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-   -   Is it possible to do a dual user graphical login? (http://www.linuxquestions.org/questions/linux-desktop-74/is-it-possible-to-do-a-dual-user-graphical-login-4175467536/)

jnbbender 06-26-2013 11:17 PM

Is it possible to do a dual user graphical login?
 
I'm using RedHat on a system which requires that access is granted ONLY after two people have been authenticated on the machine. Figuring out which Effective UID they get after the login is another logistical issue I'll have to deal with later.
Can one mingetty process be run as a subprocess of another? I don't know!
Any ideas would be great.

dayid 06-27-2013 07:49 AM

Quote:

Originally Posted by jnbbender (Post 4979371)
I'm using RedHat on a system which requires that access is granted ONLY after two people have been authenticated on the machine. Figuring out which Effective UID they get after the login is another logistical issue I'll have to deal with later.
Can one mingetty process be run as a subprocess of another? I don't know!
Any ideas would be great.

You'll need to explain in further depth your setup (and ask a clearer question) to get any help.
  • In your post, what does "system" refer to? The hardware? A software/program/service?
  • When you say "after two people have authenticated"
    • Authenticated against what?
    • Authenticated since boot? (and possible logged out) or "...and are still logged in"
  • Presumably you're doing something with setuid if you're worried about the effective uid instead of just using the user's actual UID? Is this correct?
  • If so (above), how is it being used?
  • mingetty: try-it-and-see

jpollard 06-27-2013 08:50 AM

mingetty only works on unattached console terminals. Trying to run it on one that is busy just hangs.

I believe the reason it hangs is that it is attempting to establish a secure session to reset the terminal and start login.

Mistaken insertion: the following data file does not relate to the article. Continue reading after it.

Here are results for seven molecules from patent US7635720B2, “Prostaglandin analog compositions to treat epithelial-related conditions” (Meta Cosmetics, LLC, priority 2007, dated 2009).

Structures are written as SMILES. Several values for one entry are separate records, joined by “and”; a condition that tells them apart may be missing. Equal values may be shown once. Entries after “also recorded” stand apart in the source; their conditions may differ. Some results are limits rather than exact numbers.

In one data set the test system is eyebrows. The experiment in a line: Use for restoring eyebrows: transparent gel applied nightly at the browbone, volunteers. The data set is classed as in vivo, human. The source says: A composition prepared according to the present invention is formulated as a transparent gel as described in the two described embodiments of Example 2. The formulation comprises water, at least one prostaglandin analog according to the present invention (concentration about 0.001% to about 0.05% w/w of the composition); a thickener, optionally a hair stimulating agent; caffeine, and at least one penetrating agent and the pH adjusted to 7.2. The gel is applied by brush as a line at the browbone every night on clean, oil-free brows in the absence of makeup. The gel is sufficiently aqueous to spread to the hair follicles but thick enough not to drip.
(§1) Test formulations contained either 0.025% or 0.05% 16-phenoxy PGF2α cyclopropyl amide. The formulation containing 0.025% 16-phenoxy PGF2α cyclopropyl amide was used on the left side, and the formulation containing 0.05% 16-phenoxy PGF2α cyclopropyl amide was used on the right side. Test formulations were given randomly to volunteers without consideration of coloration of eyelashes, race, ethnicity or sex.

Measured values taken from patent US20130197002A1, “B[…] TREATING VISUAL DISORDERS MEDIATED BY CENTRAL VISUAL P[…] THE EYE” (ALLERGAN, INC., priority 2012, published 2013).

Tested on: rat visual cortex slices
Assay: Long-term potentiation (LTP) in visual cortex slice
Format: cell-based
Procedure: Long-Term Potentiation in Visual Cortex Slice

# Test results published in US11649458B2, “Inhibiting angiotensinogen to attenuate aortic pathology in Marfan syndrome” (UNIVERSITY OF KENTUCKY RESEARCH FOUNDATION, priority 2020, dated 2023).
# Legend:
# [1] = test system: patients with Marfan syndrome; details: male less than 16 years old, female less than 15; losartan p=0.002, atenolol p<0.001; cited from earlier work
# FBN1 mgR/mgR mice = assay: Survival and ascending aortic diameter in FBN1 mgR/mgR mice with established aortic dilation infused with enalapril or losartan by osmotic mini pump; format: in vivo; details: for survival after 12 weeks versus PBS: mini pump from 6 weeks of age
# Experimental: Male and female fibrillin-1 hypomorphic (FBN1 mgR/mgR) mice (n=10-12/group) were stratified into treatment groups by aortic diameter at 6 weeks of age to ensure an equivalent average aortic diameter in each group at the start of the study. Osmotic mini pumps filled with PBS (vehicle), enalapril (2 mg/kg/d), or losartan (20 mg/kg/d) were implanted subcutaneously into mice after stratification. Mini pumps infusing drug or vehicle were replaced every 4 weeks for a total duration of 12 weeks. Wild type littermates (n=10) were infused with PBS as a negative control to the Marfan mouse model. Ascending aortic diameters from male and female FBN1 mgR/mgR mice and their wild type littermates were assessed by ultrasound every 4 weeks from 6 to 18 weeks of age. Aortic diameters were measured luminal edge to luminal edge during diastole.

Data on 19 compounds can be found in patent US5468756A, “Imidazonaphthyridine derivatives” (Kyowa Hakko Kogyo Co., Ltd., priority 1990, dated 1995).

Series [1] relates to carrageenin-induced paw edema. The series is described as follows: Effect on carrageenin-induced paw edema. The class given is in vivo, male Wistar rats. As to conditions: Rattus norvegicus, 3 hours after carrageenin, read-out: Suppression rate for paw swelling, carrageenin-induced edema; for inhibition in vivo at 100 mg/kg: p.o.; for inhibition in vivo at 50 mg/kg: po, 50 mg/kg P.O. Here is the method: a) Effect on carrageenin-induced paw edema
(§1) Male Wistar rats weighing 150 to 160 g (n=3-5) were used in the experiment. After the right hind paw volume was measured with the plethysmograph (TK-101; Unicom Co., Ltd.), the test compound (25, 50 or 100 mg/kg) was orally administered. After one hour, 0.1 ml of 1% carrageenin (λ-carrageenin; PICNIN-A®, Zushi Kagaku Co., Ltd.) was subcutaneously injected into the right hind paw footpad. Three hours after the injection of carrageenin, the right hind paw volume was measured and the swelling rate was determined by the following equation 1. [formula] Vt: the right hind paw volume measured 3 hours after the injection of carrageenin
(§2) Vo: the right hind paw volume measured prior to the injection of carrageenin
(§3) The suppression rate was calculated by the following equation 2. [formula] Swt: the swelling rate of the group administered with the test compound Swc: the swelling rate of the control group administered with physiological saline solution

jnbbender 06-27-2013 10:02 AM

Sorry, I'll try and be a little clearer. I haven't tried mingetty, it was just an uneducated guess at a solution. To start off I am not concerned with console logins.
My system is a RedHat 6.1 gnome GUI login screen on an pretty standard x86 desktop PC. I apologize I do not know which service runs the standard gnome GUI login screen presented to the user on run level 5.

Typically a person would login AT THE GUI, a gnome session would start and off you go. What I am wondering is - is it possible for one person to login at the gnome GUI (run level 5) AND THEN have the gnome login GUI present itself ONE MORE time so that another user must login before access granted.

Forget everything I said about UID, mingetty, etc.

dayid 06-27-2013 12:22 PM

What is the end goal you want to have?

Are you trying to create a system that uses "two man rule" to launch a particular service?

jnbbender 06-27-2013 12:33 PM

Yes

jpollard 06-27-2013 01:13 PM

Quote:

Originally Posted by jnbbender (Post 4979638)
Sorry, I'll try and be a little clearer. I haven't tried mingetty, it was just an uneducated guess at a solution. To start off I am not concerned with console logins.